— Creative Evolution • Henri Bergson

... eternal convulsions; as they now schismatize every people whose minds and mouths are not shut up by the gag of a despot. And in fact, the terms of whig and tory belong to natural, as well as to civil history. They denote the temper and constitution of mind of different individuals. To come to our own country, and to the times when you and I became first acquainted: we well remember the violent parties which agitated the old Congress, and their bitter contests. There you ...
— Memoir, Correspondence, And Miscellanies, From The Papers Of Thomas Jefferson - Volume I • Thomas Jefferson

... a young man of more than average ability, not strictly handsome, but possessed a good figure and pleasant, intelligent countenance, though the lower portion of the face was disappointing, for it did not denote decision of character or massive strength. And the face was an index of the man, for he was so intelligent, kindly and gentle in his manner, that he was a favorite in society; but he was volatile, and easily influenced ...
— From Wealth to Poverty • Austin Potter

... of a land-tenure existing chiefly in Kent; from 16th century often used to denote custom of dividing a deceased man's property equally among his ...
— The Alchemist • Ben Jonson

... daemon, or genius, to whom they sacrificed was called by them Divata, which appears to denote an antithesis to the Deity, and a rebel against him. Hell was called Solad, and Heaven (in the language of the educated people) Ologan * * * The souls of the departed go to a mountain in the province of Oton, [208] called Medias, where they are well entertained and ...
— The Former Philippines thru Foreign Eyes • Fedor Jagor; Tomas de Comyn; Chas. Wilkes; Rudolf Virchow.

... following studies are taken from the history of the Renaissance, and touch what I think the chief points in that complex, many-sided movement. I have explained in the first of them what I understand by the word, [xii] giving it a much wider scope than was intended by those who originally used it to denote that revival of classical antiquity in the fifteenth century which was only one of many results of a general excitement and enlightening of the human mind, but of which the great aim and achievements of what, as Christian art, is often falsely opposed to the Renaissance, were ...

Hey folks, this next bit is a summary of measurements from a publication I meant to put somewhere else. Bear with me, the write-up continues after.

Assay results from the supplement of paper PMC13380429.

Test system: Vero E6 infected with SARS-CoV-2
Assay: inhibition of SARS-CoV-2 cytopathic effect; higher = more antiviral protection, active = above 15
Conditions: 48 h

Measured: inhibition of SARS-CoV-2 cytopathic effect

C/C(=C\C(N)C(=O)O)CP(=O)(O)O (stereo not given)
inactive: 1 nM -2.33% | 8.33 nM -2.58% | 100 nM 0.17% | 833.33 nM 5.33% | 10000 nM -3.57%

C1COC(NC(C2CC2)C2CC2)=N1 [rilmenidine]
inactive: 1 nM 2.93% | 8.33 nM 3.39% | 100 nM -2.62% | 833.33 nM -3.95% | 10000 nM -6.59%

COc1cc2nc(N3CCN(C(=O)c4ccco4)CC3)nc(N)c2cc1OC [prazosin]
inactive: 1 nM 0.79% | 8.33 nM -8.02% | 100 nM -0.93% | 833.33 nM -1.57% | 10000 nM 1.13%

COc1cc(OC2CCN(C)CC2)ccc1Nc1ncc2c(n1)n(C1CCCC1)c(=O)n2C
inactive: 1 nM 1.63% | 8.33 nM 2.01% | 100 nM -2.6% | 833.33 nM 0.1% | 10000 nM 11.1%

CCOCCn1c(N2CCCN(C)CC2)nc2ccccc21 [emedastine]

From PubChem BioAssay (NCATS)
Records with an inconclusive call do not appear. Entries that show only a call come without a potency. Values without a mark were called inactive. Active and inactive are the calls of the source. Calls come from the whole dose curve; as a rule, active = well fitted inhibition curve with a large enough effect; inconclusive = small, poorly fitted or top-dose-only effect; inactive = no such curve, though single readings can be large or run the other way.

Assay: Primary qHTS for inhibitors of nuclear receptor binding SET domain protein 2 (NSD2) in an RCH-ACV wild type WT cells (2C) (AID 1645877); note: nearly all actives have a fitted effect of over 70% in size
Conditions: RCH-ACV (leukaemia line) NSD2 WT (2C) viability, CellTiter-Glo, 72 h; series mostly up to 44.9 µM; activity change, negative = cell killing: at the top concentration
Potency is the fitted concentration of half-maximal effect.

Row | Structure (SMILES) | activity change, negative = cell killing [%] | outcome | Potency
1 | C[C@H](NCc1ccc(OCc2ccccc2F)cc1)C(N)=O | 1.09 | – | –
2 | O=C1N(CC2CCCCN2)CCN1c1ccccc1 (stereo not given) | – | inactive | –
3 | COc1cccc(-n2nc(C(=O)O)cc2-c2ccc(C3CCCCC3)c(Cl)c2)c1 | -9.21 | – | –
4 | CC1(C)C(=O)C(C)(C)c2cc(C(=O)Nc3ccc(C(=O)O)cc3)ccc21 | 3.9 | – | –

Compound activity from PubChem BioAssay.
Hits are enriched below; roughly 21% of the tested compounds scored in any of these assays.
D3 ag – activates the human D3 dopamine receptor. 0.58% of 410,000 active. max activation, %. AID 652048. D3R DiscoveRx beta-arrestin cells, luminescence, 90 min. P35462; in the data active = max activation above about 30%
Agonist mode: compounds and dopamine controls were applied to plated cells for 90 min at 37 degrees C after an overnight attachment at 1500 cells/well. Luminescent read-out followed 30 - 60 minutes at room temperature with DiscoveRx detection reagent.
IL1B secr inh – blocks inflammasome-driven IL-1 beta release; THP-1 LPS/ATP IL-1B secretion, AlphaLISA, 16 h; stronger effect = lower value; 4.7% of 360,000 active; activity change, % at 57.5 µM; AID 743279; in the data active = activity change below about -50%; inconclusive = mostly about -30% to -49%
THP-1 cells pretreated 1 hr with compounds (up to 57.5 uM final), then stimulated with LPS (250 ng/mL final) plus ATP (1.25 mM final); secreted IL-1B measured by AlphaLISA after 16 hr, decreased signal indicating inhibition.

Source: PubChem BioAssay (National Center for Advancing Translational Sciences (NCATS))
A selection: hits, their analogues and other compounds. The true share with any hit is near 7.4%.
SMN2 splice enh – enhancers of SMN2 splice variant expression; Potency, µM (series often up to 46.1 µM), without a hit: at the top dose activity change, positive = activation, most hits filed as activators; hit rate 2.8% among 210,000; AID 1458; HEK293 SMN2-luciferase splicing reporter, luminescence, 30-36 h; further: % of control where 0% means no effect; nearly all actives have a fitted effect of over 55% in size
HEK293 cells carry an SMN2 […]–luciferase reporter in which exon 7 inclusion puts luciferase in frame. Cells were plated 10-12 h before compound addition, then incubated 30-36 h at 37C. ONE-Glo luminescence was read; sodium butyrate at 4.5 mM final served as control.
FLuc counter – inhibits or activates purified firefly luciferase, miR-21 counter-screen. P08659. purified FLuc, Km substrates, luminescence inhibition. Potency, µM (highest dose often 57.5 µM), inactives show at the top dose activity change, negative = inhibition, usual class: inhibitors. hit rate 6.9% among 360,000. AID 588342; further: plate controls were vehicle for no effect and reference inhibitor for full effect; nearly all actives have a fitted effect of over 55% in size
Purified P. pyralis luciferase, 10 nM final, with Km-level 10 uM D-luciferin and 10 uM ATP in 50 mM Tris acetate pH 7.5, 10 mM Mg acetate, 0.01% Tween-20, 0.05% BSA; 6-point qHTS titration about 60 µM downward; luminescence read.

— The Renaissance: Studies in Art and Poetry • Walter Horatio Pater

... find his authority by the help of one of these references. We turn, then, to Eph. vi. 5; and we find the following note: "Servants. [Greek: Hoi douloi]. The word here used denotes one who is bound to render service to another, whether that service be free or voluntary, and may denote, therefore, either a slave, or one who binds himself to render service to another. It is often used in these senses in the New Testament, just as it is elsewhere."[172] Why, then, if it is so often used to denote a hired servant, or an apprentice, or a voluntary servant of any kind, in ...
— Cotton is King and The Pro-Slavery Arguments • Various

... obedience. Monasticism became possessed of the papal chair in the person of Gregory the Great. Of noble descent and of great wealth, which he devoted to religious uses as soon as he became master of it, he had also the characteristics which were held to denote the highest holiness. In austerity, devotion, and imaginative superstition, he, whose known virtue and capacity caused him to be forced into the papal chair, remained a monk to ...
— The World's Greatest Books, Vol XII. - Modern History • Arthur Mee

... mask, the mouth, chin, and eyes being alone visible, and therefore his identity was effectually hidden. The mouth and chin were both small and delicately formed; the slight appearance of beard and moustache seeming to denote his age as some one-and-twenty years. His eyes, glancing through the opening in the mask, were large and very dark, often flashing brightly, when his outward bearing was so calm and quiet as to afford little evidence of emotion. Some there were, indeed, who believed the ...
— The Days of Bruce Vol 1 - A Story from Scottish History • Grace Aguilar

... the road is said to be good and fairly supplied with water. From Merv to Herat the well-worn expression "coach and four" has been used to denote the excellent condition of the road. [Footnote: For the first 100 miles the road follows the Murghab, which Abbott describes as "a deep stream of very pure water, about 60 feet in breadth, and flowing in a channel mired to the depth of ...
— Afghanistan and the Anglo-Russian Dispute • Theo. F. Rodenbough